Full article

Swiss evaluate three alternatives to castration

The Swiss FSVO (Federal Food Safety and Veterinary Office) investigated amongst members of the EuroFAWC (European Forum for Animal Welfare) the state of affairs concerning the castration of pigs. Since 1 January 2009, the castration of male piglets in Switzerland can only be carried out under anesthesia. Swiss pig breeders have at their disposal today three practicable methods for preventing boar taint in pork: surgical castration under general anesthesia, vaccination against boar taint and boar fattening. After more than seven years experience, the Swiss are evaluating and comparing the three different methods during a workshop on Friday, November 25th, 2016.

Research data  and the status in the EuroFAWC members countries.


Test für Eberfleisch entwickelt

Klicken Sie hier zum weiterlesen (auf Deutsch)

Sensory quality of boar taint: an interesting thesis

The thesis contains a.o. the following interesting information.
History about pig castrations: One part of the thesis contradicts the widespread opinion which maintains that pig castration has always been used to prevent off-odors. A closer look at the history and genesis of castration provides a better understanding of past needs and demonstrates that these differ from the needs and practices of current livestock systems.

Practical implications for a sensory quality control system of boar taint: What needs to be done to set a quality control, is summarized in an easy to understand graphic.

The concerns about pig castration have led to changes in European law and will most certainly have lasting effects on the production chain.
As a result, such invasive procedures have come under increased scrutiny. Animal welfare considerations aside, scientifically there is no doubt about pain during castration without anesthesia. Moreover, the castration procedure itself is a time-consuming task for the farmer. The last argument is productivity: from an economic and food supply perspective, castrated pigs are actually less productive than boars and produce a lower percentage of lean meat. These facts shed light on why there is a growing interest in the fattening of entire males. The occurrence of an off-odor in the fatty tissue of boars continues to hinder the widespread raising entire boars. Depending on its severity, the so-called boar taint is an unpleasant olfactory perception which can be recognized when heating pork. Current literature and reports often reveal a discrepancy in the number of tainted carcasses reported in scientific literature and abattoir data.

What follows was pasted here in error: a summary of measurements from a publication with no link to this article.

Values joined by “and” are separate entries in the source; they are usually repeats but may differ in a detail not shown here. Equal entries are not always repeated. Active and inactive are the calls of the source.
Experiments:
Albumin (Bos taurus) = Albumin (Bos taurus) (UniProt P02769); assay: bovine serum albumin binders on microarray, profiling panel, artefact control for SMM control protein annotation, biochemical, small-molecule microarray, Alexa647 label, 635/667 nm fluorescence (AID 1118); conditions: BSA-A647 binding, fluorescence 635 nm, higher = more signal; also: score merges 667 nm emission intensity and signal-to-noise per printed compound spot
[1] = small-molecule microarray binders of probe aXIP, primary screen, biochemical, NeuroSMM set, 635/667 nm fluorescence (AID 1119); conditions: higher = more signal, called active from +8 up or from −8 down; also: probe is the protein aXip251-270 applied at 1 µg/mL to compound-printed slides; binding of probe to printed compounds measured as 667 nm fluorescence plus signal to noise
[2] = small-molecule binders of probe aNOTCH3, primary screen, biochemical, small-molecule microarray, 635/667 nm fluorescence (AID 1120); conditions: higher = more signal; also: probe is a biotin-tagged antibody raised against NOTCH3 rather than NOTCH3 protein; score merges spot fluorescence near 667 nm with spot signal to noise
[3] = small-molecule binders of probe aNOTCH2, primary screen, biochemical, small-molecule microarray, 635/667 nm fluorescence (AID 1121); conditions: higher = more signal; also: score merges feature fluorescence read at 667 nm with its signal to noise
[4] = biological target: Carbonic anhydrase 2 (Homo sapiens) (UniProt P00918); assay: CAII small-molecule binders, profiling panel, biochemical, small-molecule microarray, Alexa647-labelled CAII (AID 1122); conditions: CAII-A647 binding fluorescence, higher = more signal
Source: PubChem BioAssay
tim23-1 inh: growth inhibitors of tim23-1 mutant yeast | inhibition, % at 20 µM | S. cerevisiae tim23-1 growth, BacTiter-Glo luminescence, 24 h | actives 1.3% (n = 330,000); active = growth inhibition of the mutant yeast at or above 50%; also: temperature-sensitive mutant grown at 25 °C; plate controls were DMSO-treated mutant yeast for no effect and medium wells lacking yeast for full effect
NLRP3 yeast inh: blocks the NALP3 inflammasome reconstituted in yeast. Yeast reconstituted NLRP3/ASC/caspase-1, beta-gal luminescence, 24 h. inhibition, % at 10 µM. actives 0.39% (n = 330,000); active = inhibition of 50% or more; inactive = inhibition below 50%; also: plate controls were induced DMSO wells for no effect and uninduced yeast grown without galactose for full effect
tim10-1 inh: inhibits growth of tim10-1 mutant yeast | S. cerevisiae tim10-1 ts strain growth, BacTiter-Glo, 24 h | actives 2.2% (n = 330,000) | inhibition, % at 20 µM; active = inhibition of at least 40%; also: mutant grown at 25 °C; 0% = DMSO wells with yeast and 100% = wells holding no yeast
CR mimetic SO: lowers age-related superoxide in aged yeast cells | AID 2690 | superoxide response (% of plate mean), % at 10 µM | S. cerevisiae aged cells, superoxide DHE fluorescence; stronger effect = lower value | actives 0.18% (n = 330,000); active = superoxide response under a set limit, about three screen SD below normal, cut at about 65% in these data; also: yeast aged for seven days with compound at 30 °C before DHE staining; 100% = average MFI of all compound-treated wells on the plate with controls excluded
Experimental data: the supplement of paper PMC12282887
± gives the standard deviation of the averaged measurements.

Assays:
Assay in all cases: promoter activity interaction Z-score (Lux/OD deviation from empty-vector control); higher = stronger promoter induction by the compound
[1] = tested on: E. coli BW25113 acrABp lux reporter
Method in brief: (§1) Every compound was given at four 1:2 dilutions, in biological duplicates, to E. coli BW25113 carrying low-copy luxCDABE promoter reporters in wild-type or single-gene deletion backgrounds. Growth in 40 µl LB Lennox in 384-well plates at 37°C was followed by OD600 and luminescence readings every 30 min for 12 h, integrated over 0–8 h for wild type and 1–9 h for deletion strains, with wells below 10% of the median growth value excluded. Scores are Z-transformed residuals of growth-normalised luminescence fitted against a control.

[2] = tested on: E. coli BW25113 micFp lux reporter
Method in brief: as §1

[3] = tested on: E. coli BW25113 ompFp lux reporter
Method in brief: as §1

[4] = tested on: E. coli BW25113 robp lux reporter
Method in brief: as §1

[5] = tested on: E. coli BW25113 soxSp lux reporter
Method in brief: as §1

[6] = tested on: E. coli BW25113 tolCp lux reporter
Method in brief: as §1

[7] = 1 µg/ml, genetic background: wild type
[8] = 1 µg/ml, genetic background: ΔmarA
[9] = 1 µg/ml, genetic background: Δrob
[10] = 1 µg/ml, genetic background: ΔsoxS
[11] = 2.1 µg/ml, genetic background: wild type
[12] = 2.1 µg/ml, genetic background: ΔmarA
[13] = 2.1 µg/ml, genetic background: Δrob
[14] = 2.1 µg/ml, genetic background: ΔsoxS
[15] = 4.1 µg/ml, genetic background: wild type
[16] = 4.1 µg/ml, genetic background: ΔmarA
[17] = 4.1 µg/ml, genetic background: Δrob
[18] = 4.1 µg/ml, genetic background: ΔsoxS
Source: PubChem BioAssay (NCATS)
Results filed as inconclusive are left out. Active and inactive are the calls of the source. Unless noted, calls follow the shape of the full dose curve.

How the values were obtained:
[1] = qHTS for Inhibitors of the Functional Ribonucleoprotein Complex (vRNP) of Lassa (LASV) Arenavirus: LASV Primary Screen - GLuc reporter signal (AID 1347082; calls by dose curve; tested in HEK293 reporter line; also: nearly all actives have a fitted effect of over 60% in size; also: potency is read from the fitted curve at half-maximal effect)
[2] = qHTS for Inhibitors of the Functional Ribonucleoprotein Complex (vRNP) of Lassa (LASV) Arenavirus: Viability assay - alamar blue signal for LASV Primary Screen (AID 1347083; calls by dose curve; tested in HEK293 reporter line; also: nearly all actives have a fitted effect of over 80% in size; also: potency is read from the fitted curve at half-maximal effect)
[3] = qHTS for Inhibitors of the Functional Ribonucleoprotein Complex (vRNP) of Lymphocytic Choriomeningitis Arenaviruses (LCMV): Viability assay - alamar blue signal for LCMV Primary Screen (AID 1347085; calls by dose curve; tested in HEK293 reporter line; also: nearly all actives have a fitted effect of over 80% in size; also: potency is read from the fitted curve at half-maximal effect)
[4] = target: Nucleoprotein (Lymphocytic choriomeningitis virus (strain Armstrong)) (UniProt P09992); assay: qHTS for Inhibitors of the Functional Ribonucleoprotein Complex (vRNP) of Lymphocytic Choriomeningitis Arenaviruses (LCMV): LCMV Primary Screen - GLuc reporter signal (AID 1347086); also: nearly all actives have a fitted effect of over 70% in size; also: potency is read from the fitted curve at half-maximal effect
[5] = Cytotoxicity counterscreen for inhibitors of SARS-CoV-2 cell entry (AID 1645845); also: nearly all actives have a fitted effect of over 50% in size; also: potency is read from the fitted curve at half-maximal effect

Knowledge is lacking on how to implement a sensory quality control of the so-called boar taint. Even though there are chemical analyses able to detect the major causative compounds, androstenone and skatole, there is no affordable automated technique available at the moment which can simultaneously detect both compounds at the slaughter line. To control the occurrence of boar taint, practical implications for a sensory quality control of boar carcasses are needed. This highlights the need for research in sensory methods which apparently are indispensable for quality control.

The objectives of the present thesis were: 1) to develop methods which allow objectively characterizing the olfactory acuity of human assessors in terms of major boar taint compounds, 2) to assess methodological aspects of a sensory quality control of boar fat in regard to sample preparation and the test environment, 3) to re-assess the relationship between chemical boar taint analysis and sensory evaluation in a large scale study, and 4) to establish a framework for evaluating the performance of sensory quality control.

More information (German or English)

Alternativen zur betäubungslosen Ferkelkastration

Entscheidungshilfen für die Wirtschaft

Ab dem 1. Januar 2019 wird es in Deutschland verboten sein, männliche Ferkel betubungslos zu kastrieren. So schreibt es das Tierschutzgesetz vor. Davon sind rund 24 Millionen in Deutschland geborene und aufgezogene Ferkel betro en. Als Alternativen stehen die chirurgische Kastration mit Betübung, die Jungebermast sowie die Jungebermast mit Impfung (Immunokastration) zur Wahl. Von dem Ausstieg aus der betübungslosen Ferkelkastration ist die gesamte Wirtscha skette betro en. Damit alle Beteiligten fundierte Entscheidungen fA?r einen erfolgreichen Ausstieg tre en können, mussen sich alle Stufen mit den möglichen Folgen und auch mit der Verbraucherakzeptanz auseinandersetzen. Lesen Sie weiter auf Seite 2 im QS-Report.